It seems sort of fitting to be sitting in an airport and wondering whether man camps in western North Dakota qualified as non-places. The generic quality of the Type 1 camps, in particular, would find parallels with Marc Augé’s theory that spaces of transience like airports and motorways or generic spaces like shopping malls or hotels that provide experiences that are devoid of any character that would allow someone to identify these spaces as a particular place as distinct in time or space. Airports are the best case study as they adopt an intentionally generic design that is neither familiar nor unfamiliar, they function nearly 24 hours a day in a perpetual twilight, and they typically lack distinct spaces that allow an individual to make a meaningful and persistent connection with his or her surroundings.
Some of the most generic Type 1 camps share these features in that they have almost no distinguishing features that connect them with their surroundings. As I have noted before the rooms in these camps have few distinguishing features and look like small hotel rooms. The units themselves are regular and monotonous. Interior halls are long and without natural light. Food is served in brightly lit dinning halls and many provide food around the clock to accommodate the various shifts. They are even set on a bed of gravel to isolate the residents from the mud, snow, and earth of the North Dakota prairie.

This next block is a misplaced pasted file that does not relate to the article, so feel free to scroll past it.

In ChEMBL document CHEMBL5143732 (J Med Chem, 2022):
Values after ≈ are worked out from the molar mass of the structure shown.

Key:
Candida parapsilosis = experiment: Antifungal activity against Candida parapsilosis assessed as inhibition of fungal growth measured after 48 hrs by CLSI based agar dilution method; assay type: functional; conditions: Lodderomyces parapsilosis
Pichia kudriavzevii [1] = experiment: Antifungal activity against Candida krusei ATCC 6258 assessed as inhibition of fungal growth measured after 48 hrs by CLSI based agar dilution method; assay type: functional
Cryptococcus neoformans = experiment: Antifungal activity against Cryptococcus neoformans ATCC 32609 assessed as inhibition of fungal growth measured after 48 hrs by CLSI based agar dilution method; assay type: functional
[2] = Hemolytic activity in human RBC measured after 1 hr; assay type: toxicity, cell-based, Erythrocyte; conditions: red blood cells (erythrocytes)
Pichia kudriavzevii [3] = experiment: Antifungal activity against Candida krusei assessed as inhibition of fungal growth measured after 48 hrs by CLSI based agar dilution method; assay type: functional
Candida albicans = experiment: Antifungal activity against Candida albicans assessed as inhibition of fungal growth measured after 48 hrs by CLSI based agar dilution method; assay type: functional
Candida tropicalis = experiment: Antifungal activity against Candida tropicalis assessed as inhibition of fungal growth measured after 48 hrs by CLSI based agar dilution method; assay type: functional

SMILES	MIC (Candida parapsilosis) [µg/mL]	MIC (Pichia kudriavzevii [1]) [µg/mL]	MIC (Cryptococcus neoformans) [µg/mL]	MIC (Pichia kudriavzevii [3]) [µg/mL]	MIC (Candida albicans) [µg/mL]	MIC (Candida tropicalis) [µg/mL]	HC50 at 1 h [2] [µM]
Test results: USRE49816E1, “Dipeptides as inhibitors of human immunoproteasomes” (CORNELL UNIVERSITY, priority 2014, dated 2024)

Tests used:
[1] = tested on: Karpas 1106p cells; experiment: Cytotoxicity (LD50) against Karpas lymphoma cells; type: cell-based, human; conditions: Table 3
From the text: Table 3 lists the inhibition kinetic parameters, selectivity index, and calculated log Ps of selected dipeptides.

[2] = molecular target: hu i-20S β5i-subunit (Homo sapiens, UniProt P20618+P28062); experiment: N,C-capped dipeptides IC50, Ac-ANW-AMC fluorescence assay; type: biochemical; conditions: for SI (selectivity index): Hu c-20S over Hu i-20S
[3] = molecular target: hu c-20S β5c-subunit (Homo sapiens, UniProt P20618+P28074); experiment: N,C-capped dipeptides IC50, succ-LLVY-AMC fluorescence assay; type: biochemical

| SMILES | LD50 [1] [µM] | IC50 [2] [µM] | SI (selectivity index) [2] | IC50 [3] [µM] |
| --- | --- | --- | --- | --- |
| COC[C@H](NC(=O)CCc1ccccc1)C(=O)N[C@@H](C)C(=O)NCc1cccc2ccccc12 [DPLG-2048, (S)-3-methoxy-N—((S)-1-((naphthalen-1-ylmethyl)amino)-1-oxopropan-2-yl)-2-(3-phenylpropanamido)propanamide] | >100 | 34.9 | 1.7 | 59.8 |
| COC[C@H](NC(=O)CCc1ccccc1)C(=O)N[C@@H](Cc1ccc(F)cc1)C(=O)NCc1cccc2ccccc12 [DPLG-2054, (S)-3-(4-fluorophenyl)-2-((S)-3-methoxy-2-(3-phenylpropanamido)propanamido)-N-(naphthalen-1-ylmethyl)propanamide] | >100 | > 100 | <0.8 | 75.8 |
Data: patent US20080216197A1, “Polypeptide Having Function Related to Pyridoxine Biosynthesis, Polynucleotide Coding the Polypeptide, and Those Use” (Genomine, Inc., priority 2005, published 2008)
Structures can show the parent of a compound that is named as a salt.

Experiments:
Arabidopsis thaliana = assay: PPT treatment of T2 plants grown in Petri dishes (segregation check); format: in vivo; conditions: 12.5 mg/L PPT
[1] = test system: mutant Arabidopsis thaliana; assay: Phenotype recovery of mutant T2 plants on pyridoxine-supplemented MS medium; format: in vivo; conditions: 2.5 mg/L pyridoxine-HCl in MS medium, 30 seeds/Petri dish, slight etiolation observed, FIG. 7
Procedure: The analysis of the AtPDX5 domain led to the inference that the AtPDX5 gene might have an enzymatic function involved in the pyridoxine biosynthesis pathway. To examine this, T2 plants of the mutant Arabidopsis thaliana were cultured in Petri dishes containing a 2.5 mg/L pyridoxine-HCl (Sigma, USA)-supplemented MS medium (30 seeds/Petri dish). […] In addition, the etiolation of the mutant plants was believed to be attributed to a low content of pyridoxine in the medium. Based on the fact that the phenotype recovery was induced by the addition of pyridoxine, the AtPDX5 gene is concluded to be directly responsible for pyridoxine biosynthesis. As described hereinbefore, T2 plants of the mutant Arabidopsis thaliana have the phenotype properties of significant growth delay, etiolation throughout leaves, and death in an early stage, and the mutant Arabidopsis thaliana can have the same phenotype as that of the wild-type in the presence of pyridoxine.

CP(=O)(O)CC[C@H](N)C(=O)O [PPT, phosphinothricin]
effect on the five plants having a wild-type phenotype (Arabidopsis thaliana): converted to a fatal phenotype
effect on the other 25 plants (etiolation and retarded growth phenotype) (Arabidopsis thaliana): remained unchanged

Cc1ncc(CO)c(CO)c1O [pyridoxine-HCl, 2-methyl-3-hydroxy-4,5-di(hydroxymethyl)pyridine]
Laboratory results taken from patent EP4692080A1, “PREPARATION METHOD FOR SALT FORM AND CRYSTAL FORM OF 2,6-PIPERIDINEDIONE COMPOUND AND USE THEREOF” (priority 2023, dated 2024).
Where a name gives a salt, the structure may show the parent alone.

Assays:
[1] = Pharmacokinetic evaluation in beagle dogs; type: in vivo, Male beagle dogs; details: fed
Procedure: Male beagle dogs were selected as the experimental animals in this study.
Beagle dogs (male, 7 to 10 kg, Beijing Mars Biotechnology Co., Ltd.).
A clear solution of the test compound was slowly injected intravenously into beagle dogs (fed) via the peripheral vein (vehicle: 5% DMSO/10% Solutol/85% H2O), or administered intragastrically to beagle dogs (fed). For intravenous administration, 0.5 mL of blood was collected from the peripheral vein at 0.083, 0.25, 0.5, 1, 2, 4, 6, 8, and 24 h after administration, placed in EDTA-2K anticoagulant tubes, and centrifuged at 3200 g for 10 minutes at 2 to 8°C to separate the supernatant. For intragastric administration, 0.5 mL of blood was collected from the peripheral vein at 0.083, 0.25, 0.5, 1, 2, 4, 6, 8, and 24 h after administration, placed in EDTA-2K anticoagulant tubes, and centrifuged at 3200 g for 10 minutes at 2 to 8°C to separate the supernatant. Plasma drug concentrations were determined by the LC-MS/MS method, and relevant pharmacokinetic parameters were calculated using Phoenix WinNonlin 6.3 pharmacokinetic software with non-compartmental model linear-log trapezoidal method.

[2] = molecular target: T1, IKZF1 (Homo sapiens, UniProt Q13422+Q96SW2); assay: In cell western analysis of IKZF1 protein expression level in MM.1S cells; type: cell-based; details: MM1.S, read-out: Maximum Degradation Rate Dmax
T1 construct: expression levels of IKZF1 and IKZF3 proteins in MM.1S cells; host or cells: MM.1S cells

Adding to this, is the transient nature of residents who tend to pass through Type 1 camps while they work for three or four weeks straight and then return home or to at least some place else. David Harvey in his Condition of Postmodernity recognized these kinds of flexible spaces as necessary to support the unfettered flow of global capital in our late modern (or “supermodern” in Augé’s terminology) age.
As I sit in the Peoria airport, looking at the attractive, but otherwise bland concourse and watching uncomfortable and fatigues travelers make the best of their surroundings, I can’t help think of the experience of working the Bakken and living in a Type 1 camp. My colleagues who have been more attentive to the human (rather than material) aspects of life in the Bakken remarked consistently on the austerity of life in Type 1 camps. Reflecting on their comments, I wonder whether the idea of non-place captures some of the experiences that my colleagues articulated.